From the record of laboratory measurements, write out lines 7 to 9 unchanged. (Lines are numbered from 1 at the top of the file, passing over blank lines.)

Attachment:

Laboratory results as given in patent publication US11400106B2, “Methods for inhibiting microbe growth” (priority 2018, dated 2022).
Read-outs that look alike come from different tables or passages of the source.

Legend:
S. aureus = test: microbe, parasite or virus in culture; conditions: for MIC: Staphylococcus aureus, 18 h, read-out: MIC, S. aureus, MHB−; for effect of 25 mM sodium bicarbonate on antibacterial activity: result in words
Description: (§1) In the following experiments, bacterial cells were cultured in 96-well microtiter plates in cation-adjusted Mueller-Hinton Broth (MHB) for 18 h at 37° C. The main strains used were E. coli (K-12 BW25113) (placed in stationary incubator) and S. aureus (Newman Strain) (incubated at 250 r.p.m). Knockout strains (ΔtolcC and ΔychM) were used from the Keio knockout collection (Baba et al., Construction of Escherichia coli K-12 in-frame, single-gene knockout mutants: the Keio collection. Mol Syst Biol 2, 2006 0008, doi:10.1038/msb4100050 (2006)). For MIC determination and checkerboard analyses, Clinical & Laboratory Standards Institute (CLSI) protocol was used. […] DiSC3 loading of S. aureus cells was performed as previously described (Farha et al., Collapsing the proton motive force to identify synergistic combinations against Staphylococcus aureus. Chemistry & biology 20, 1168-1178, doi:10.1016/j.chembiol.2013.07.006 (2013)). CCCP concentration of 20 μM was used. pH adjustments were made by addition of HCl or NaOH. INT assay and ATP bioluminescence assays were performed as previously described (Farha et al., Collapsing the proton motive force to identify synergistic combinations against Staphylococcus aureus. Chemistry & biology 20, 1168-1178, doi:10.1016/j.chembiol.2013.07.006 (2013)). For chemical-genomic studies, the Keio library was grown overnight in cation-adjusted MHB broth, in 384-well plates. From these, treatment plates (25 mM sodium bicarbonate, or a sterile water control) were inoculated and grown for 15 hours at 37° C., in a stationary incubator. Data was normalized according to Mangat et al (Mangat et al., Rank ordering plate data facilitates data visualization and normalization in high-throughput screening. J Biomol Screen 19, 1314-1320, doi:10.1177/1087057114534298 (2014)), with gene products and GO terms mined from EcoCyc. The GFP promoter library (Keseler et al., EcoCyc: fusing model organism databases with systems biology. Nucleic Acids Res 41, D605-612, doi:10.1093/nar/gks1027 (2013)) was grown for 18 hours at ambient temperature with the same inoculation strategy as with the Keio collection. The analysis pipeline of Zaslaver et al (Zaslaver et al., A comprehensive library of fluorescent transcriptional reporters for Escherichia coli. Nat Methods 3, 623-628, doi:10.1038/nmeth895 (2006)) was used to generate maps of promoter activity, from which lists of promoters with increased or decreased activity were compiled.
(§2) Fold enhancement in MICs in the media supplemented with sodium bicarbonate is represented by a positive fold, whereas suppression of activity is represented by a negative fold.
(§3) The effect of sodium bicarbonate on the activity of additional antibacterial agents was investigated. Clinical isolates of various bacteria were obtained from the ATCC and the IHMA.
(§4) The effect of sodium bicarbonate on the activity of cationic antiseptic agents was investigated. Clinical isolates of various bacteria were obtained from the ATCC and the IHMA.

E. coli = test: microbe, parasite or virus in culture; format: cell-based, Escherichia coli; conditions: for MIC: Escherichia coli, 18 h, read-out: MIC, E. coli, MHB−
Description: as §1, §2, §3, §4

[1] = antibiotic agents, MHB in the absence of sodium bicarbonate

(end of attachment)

(§3) The effect of sodium bicarbonate on the activity of additional antibacterial agents was investigated. Clinical isolates of various bacteria were obtained from the ATCC and the IHMA.
(§4) The effect of sodium bicarbonate on the activity of cationic antiseptic agents was investigated. Clinical isolates of various bacteria were obtained from the ATCC and the IHMA.

E. coli = test: microbe, parasite or virus in culture; format: cell-based, Escherichia coli; conditions: for MIC: Escherichia coli, 18 h, read-out: MIC, E. coli, MHB−